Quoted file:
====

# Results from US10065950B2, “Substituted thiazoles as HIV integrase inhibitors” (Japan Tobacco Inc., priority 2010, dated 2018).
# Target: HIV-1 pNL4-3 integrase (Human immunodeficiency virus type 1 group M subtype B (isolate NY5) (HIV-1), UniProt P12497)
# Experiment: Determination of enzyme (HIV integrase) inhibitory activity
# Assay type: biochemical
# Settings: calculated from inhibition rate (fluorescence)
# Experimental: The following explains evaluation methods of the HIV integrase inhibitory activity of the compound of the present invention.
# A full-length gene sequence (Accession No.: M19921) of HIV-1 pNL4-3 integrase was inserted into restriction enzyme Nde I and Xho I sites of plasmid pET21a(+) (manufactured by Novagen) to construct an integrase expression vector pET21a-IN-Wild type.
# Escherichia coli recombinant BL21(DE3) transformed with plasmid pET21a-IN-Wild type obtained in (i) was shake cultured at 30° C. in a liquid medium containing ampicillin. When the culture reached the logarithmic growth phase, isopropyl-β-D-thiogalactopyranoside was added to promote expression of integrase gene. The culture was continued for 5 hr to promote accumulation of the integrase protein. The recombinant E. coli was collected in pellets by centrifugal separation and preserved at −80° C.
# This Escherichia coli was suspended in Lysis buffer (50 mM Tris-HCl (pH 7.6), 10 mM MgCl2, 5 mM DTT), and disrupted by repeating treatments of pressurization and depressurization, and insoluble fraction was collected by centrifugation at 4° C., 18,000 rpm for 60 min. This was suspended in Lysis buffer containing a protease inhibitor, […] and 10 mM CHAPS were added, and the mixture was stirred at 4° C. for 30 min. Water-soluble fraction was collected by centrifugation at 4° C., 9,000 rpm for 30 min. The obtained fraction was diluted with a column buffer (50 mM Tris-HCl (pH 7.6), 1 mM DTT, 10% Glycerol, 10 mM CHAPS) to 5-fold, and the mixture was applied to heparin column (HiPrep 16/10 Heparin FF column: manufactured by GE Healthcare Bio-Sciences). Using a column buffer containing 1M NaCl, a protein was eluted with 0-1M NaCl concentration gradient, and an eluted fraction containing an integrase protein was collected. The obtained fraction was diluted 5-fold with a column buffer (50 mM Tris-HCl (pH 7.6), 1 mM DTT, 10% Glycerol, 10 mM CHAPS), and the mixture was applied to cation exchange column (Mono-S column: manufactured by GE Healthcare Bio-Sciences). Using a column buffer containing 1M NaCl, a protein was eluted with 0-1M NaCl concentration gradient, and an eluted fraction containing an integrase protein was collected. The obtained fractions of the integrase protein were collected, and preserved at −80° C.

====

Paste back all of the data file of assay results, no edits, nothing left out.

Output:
# Results from US10065950B2, “Substituted thiazoles as HIV integrase inhibitors” (Japan Tobacco Inc., priority 2010, dated 2018).
# Target: HIV-1 pNL4-3 integrase (Human immunodeficiency virus type 1 group M subtype B (isolate NY5) (HIV-1), UniProt P12497)
# Experiment: Determination of enzyme (HIV integrase) inhibitory activity
# Assay type: biochemical
# Settings: calculated from inhibition rate (fluorescence)
# Experimental: The following explains evaluation methods of the HIV integrase inhibitory activity of the compound of the present invention.
# A full-length gene sequence (Accession No.: M19921) of HIV-1 pNL4-3 integrase was inserted into restriction enzyme Nde I and Xho I sites of plasmid pET21a(+) (manufactured by Novagen) to construct an integrase expression vector pET21a-IN-Wild type.
# Escherichia coli recombinant BL21(DE3) transformed with plasmid pET21a-IN-Wild type obtained in (i) was shake cultured at 30° C. in a liquid medium containing ampicillin. When the culture reached the logarithmic growth phase, isopropyl-β-D-thiogalactopyranoside was added to promote expression of integrase gene. The culture was continued for 5 hr to promote accumulation of the integrase protein. The recombinant E. coli was collected in pellets by centrifugal separation and preserved at −80° C.
# This Escherichia coli was suspended in Lysis buffer (50 mM Tris-HCl (pH 7.6), 10 mM MgCl2, 5 mM DTT), and disrupted by repeating treatments of pressurization and depressurization, and insoluble fraction was collected by centrifugation at 4° C., 18,000 rpm for 60 min. This was suspended in Lysis buffer containing a protease inhibitor, […] and 10 mM CHAPS were added, and the mixture was stirred at 4° C. for 30 min. Water-soluble fraction was collected by centrifugation at 4° C., 9,000 rpm for 30 min. The obtained fraction was diluted with a column buffer (50 mM Tris-HCl (pH 7.6), 1 mM DTT, 10% Glycerol, 10 mM CHAPS) to 5-fold, and the mixture was applied to heparin column (HiPrep 16/10 Heparin FF column: manufactured by GE Healthcare Bio-Sciences). Using a column buffer containing 1M NaCl, a protein was eluted with 0-1M NaCl concentration gradient, and an eluted fraction containing an integrase protein was collected. The obtained fraction was diluted 5-fold with a column buffer (50 mM Tris-HCl (pH 7.6), 1 mM DTT, 10% Glycerol, 10 mM CHAPS), and the mixture was applied to cation exchange column (Mono-S column: manufactured by GE Healthcare Bio-Sciences). Using a column buffer containing 1M NaCl, a protein was eluted with 0-1M NaCl concentration gradient, and an eluted fraction containing an integrase protein was collected. The obtained fractions of the integrase protein were collected, and preserved at −80° C.